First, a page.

The reduction in narrowbody capacity across the Atlantic by major players, which are members of antitrust immune joint ventures, and the accompanying growth from smaller and newer operators, has led to a significant shift in market share between the two categories. In fact airlines outside these joint ventures now almost match them on narrowbody frequencies, with LCCs the main driver of this growth.

“The powerful hold of the big three alliance-based joint ventures (both in terms of overall market share and in frequencies on major city pairs) has forced non-joint venture members to seek alternatives,” explains Peter Harbison, executive chairman, CAPA – Centre for Aviation.

CHART - This winter London Heathrow is the largest market for trans-Atlantic departures, ahead of New York JFK and Paris CDG airportsSource: The Blue Swan Daily and OAG

Paradoxically, as that market power has kept prices high it has also opened the door to new entrants. “The joint venture power has allowed members to attract higher value traffic, but this can leave much opportunity for market stimulation through lower fares. Congestion - and unavailability of suitable slots - at most of the main city pair airports has also accelerated the need to look elsewhere,” says Mr Harbison.

He acknowledges that new narrowbodies like the Airbus A320neo family and Boeing 737MAXs are making smaller city pairs viable. “As airports become aware of these new opportunities they, often supported by their local tourism and municipal authorities, are offering incentives for new services. This offers great new opportunities for local tourism and businesses in some of these smaller airports,” he says, but acknowledges that smaller widebodies like the fuel efficient 787 (and increasingly the A350) are offering similar opportunities.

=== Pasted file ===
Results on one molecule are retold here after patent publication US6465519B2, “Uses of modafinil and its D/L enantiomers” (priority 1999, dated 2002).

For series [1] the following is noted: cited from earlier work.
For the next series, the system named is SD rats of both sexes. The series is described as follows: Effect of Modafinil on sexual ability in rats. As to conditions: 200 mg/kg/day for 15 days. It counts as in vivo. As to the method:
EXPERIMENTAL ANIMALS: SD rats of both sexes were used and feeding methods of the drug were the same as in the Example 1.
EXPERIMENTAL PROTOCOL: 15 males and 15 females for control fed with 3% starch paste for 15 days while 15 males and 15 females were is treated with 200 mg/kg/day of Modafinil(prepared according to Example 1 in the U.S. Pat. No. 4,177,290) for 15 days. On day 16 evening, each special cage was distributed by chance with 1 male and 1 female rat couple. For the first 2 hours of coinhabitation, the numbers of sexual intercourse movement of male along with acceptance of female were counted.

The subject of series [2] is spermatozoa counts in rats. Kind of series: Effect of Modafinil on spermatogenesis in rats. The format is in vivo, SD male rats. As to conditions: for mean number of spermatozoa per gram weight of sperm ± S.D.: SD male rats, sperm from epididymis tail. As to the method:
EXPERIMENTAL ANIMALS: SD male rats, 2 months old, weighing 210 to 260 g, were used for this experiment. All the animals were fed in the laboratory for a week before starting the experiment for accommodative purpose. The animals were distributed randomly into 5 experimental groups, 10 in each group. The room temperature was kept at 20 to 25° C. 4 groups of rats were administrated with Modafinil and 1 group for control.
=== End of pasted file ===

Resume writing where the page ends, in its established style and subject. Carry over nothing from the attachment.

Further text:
But whether this is opening a new market on one side of the Atlantic, or, increasingly in recent years, brand new city pairs, there are risks, as many are untested, meaning that not all new routes will be successful (as seen with Norwegian’s decision to pull its flights to Bradley International Airport, serving Hartford, Connecticut).

“This will give rise to a need for airports to be well aware of the prospect that service may be discontinued unless the market can be clearly shown to be profitable. So any support plans should be tailored to support reasonably long term operations,” says Mr Harbison.

“Market dynamics are changing in many ways; one is that airline network planning becomes more short term, but also more agile. That is not always such good news if airport expectations are not adjusted to the new ways,” he adds.

What is clear is that we are seeing changes in the trans-Atlantic market with increasing city pair markets being introduced. While the narrowbody market is a very dynamic, niche segment being driven by new aircraft technology, its success could ultimately lead to further market maturity and the need to deploy larger widebodies in the future.